YOUNGSTOWN -- Depending on which county the news was coming from, we learned last week that: a) Austintown Fitch and Boardman were considering a move to the Federal League; or b) the Federal League was considering accepting the Steel Valley Conference schools.
The rumors had been circulating for weeks, ever since Alliance announced it was leaving the Stark County league following the 2002-03 school year.
For a time, it seemed Alliance was going to come East to join the Metro Athletic Conference, and while that still remains a possibility, it now doesn't seem as likely.
Then, Wooster told the Federal League it too was going to bolt to help form a new conference with Ashland and Mansfield-area schools.
Those defections will leave the Federal League, which at one time had more than 10 schools, down to five: North Canton Hoover, Massillon Perry, Massillon Jackson, Canton GlenOak and Uniontown Lake.
All of those schools, with the exception of Lake, are Division I in all sports. Lake is Div. II in football and is usually on the either side of the Div. I-II fence in basketball.
Scenarios: The rumor mills have been working overtime with all the possible scenarios.
One had Boardman and Fitch joining the Federal League, along with Massillon and Canton McKinley.
Others included Cleveland St. Ignatius.
Generally, most of these rumors were nothing more than a few folks' wish list.
The reality of the matter deals with finances -- not so much in football, especially at the varsity level, because all of the Federal schools and the two Mahoning County schools draw very well.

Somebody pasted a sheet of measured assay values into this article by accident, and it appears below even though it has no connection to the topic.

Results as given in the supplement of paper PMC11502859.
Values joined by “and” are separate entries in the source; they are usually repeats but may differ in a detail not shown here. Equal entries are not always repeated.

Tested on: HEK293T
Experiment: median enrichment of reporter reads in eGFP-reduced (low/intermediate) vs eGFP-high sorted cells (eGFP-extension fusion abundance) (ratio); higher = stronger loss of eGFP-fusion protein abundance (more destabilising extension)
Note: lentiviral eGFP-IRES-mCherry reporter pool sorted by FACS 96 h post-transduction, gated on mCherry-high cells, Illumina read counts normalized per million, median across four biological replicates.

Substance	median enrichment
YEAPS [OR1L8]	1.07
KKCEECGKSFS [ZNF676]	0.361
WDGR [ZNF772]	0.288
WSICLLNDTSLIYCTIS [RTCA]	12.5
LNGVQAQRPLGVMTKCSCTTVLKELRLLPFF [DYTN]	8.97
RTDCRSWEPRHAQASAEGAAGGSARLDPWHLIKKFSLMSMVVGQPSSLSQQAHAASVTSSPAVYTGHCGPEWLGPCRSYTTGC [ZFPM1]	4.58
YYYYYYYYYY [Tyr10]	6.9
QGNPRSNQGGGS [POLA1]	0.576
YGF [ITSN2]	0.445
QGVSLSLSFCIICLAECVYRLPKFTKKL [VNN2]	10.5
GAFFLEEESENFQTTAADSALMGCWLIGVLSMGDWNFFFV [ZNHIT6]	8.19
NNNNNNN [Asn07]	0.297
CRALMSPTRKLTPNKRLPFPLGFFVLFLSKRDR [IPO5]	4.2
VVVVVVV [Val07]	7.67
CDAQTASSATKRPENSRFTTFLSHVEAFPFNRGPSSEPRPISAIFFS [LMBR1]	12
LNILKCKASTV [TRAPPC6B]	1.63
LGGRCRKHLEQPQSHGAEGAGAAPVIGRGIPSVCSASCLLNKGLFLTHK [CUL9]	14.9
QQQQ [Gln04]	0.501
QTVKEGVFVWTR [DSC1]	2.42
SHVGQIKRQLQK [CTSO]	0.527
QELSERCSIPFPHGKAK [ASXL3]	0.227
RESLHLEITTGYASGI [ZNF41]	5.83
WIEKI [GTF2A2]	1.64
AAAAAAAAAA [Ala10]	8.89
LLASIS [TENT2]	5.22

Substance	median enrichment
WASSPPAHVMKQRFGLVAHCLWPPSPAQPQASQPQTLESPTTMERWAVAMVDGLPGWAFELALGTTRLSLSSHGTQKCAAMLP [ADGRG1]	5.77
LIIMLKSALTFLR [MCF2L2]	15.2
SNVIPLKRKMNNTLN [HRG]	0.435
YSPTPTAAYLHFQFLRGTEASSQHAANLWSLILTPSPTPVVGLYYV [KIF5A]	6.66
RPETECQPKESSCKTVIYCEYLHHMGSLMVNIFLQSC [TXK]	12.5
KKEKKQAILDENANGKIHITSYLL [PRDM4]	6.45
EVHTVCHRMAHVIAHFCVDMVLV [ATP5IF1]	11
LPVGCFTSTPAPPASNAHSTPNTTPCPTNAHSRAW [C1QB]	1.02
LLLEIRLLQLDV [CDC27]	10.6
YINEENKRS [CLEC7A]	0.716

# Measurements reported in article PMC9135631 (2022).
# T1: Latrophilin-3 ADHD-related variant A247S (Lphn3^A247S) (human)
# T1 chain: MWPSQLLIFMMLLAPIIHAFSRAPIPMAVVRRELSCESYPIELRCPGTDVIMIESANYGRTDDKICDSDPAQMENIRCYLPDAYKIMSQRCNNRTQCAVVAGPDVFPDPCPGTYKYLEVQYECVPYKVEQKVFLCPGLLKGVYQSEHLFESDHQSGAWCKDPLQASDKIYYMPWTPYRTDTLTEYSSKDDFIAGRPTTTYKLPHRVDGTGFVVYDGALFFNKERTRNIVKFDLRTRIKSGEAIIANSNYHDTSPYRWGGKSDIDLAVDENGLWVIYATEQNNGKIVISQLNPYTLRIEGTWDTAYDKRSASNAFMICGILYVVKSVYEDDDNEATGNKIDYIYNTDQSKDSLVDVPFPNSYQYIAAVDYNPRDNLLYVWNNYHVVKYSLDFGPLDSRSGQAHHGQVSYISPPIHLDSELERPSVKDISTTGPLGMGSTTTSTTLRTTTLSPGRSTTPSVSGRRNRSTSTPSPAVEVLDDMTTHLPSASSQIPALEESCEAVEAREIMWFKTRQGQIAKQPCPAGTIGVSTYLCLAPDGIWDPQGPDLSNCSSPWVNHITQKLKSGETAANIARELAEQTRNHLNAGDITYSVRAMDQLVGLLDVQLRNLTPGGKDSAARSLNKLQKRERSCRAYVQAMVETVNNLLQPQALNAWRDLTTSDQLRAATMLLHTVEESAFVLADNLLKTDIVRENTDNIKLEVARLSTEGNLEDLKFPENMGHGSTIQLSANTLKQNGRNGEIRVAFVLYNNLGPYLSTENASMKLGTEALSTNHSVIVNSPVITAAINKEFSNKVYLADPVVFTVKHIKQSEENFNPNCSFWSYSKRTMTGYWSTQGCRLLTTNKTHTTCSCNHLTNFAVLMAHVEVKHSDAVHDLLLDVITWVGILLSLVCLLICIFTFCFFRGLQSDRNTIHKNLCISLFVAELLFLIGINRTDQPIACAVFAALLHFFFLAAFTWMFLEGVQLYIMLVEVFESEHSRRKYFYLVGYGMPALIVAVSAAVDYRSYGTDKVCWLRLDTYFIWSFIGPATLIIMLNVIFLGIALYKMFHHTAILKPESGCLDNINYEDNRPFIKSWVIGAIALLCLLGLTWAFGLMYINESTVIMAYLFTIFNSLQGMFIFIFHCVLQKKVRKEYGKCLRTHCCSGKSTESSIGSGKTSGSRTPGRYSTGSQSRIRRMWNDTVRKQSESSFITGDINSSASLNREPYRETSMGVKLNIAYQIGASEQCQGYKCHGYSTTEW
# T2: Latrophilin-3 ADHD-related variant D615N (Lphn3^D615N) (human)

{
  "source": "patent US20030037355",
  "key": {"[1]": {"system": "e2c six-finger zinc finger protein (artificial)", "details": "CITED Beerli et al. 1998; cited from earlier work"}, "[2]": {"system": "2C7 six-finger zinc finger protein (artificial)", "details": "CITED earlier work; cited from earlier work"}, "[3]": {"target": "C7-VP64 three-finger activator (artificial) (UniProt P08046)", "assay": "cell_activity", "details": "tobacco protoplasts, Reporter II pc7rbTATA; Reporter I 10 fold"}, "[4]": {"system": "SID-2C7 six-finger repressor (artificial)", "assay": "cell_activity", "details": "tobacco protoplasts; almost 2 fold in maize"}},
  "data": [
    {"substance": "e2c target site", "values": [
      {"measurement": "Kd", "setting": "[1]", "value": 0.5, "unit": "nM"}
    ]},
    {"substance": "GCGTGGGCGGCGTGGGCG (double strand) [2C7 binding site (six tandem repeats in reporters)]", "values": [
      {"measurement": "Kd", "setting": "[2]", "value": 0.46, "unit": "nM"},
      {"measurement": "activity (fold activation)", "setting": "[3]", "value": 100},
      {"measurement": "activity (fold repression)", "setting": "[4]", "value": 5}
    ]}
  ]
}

Drawback: However, the main drawback to Fitch and Boardman heading west concerned the non-revenue sports and the lower-level teams -- freshman and junior high.
Clearly, there are ways around this, and those would include a conference for football only.
Frankly, I can't see Boardman and Fitch athletic and administrative officials being in favor of that kind of setup. It would make a mess of scheduling the other sports and, in general, just be pretty confusing to follow.
There seems to be a general uneasiness, not only in the Valley, but around the state, regarding athletic conferences.
Changes: We're not saying that officials shouldn't explore new affiliations, but especially recently, it seems as though schools are making changes, or seeking change, simply for the sake of change.
On one hand, when the three City Series schools talked to the SVC after East High's closing, the SVC had legitimate concerns about scheduling the non-revenue and non-varsity sports.
On the other hand, though, how many times have we heard rumor of an area super conference, involving the city schools, the SVC, the Metro and the Trumbull Athletic Conference?
Frankly, I don't know what the answer is.
The idea of a super conference, in which all of the schools operate under the same bylaws, on the surface seems appealing.
But, is it what is in the best interests of the student-athletes?
That should be the first question.
Perhaps the answer for Ohio is to follow Pennsylvania's lead, where, at least in the WPIAL, league affiliation is determined by the district officials for a two-year period.
XRob Todor is sports editor of The Vindicator. Write to him at email@example.com.